Key words: Cholera; Diarrhoea; Hospitalizations; Rotavirus infections;Vibrio cholerae; Bangladesh


Rotavirus is the most common cause of diarrhoea in infants and young children in both developed and developing countries (1). On a global scale, rotavirus is responsible for nearly 140 million cases of diarrhoea each year in children aged six months to two years (2,3). It is also one of the major contributors to deaths of infants and young children in developing countries (2), claiming 500,000-600,000 lives each year (4-6), and up to 85% of these deaths occur in low-income countries (4). Diarrhoea due to rotavirus in children is recognized as the leading cause of hospitalizations worldwide (7).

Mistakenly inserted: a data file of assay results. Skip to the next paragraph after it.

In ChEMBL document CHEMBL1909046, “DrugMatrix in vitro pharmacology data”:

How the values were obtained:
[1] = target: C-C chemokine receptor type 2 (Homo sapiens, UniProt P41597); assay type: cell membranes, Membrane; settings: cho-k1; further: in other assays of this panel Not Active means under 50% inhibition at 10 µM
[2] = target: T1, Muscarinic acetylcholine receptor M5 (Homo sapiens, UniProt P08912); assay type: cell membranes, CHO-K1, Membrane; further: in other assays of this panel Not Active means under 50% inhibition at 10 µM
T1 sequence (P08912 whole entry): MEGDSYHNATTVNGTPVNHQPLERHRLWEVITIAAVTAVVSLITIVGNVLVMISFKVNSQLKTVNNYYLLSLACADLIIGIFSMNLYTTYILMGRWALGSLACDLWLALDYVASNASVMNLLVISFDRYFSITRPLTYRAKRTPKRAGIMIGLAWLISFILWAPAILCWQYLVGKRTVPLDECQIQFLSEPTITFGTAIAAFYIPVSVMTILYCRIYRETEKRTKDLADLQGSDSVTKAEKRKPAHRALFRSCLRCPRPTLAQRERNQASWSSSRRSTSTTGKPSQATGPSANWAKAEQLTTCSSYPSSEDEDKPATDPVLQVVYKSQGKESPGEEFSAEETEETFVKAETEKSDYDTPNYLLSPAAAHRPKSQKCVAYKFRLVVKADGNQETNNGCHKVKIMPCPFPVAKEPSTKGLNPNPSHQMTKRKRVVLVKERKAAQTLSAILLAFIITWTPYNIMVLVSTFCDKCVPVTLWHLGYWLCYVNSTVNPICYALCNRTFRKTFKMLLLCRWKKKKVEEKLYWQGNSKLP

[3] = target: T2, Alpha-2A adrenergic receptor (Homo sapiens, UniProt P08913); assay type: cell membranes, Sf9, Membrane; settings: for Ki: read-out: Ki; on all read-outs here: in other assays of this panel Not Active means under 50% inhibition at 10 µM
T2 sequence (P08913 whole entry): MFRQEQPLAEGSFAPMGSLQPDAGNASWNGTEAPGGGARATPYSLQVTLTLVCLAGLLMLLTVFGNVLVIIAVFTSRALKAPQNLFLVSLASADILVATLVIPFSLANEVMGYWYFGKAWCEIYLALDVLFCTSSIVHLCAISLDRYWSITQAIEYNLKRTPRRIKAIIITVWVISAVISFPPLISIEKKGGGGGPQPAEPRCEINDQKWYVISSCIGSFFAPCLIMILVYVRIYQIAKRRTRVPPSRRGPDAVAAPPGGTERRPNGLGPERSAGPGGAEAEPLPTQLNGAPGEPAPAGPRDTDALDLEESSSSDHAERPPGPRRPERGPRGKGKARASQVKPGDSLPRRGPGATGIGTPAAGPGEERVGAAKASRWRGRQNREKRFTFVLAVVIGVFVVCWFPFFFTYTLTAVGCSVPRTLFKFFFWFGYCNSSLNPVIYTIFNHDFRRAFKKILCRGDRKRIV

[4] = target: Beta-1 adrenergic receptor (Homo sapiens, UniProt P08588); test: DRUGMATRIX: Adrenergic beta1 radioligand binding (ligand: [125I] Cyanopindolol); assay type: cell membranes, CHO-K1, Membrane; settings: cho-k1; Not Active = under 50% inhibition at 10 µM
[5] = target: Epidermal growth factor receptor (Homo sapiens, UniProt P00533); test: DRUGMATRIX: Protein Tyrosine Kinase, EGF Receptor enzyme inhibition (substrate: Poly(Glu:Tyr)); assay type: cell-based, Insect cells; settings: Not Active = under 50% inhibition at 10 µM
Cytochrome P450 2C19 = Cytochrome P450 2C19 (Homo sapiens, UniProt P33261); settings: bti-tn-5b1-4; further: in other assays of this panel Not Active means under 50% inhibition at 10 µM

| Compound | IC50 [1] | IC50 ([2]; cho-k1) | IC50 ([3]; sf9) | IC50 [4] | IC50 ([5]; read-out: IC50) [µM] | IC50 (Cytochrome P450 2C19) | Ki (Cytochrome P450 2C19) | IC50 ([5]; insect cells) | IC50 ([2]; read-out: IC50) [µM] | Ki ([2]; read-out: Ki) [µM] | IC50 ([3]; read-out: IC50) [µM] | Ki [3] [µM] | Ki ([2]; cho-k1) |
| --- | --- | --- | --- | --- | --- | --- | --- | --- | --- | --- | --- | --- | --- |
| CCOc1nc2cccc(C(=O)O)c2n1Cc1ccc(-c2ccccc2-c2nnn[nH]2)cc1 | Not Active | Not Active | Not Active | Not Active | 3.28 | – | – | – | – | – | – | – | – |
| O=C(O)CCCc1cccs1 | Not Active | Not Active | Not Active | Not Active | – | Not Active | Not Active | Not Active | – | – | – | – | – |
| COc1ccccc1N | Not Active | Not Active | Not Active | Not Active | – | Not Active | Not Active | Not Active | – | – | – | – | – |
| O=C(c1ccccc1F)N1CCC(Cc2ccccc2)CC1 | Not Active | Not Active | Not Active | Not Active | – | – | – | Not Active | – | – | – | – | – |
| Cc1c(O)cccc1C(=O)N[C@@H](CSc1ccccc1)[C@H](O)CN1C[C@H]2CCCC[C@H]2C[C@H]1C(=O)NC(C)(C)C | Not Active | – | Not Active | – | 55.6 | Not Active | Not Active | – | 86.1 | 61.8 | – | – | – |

The disease affects infants and children aged three months and by age 3-4 years; virtually all children have had the disease. Previous infection offers protection from subsequent illnesses. However, re-infections are frequent but subsequent illnesses tend to be less severe than the first infection (8). Many rotavirus infections are asymptomatic, particularly among infants aged less than three months, older children, and adults (9,10). Immunity from repeated exposures to rotavirus probably accounts for the high infection-to-illness ratio among older children and adults. Rotavirus infections are likely to be associated with dehydration (11,12). The majority of deaths from diarrhoea due to rotavirus occur in Africa, the Indian Sub-continent, and Latin Americas. Despite the widespread recognizable prevalence of diarrhoea due to rotavirus in Asia, including the Indian Sub-continent and the Asia-Pacific region, information on the incidence and the disease is grossly deficient (13,14). Hospitalization data seem to be scantier than incidence data.